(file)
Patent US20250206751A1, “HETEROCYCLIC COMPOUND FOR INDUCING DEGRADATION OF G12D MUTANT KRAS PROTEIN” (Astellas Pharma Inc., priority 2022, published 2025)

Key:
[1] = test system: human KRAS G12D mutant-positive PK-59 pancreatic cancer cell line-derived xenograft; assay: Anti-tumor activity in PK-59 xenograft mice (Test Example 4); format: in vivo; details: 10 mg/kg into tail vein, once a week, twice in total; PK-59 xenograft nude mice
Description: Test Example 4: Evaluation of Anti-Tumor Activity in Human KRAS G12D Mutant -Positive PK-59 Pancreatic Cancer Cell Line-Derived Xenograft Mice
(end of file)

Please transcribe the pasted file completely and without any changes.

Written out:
Patent US20250206751A1, “HETEROCYCLIC COMPOUND FOR INDUCING DEGRADATION OF G12D MUTANT KRAS PROTEIN” (Astellas Pharma Inc., priority 2022, published 2025)

Key:
[1] = test system: human KRAS G12D mutant-positive PK-59 pancreatic cancer cell line-derived xenograft; assay: Anti-tumor activity in PK-59 xenograft mice (Test Example 4); format: in vivo; details: 10 mg/kg into tail vein, once a week, twice in total; PK-59 xenograft nude mice
Description: Test Example 4: Evaluation of Anti-Tumor Activity in Human KRAS G12D Mutant -Positive PK-59 Pancreatic Cancer Cell Line-Derived Xenograft Mice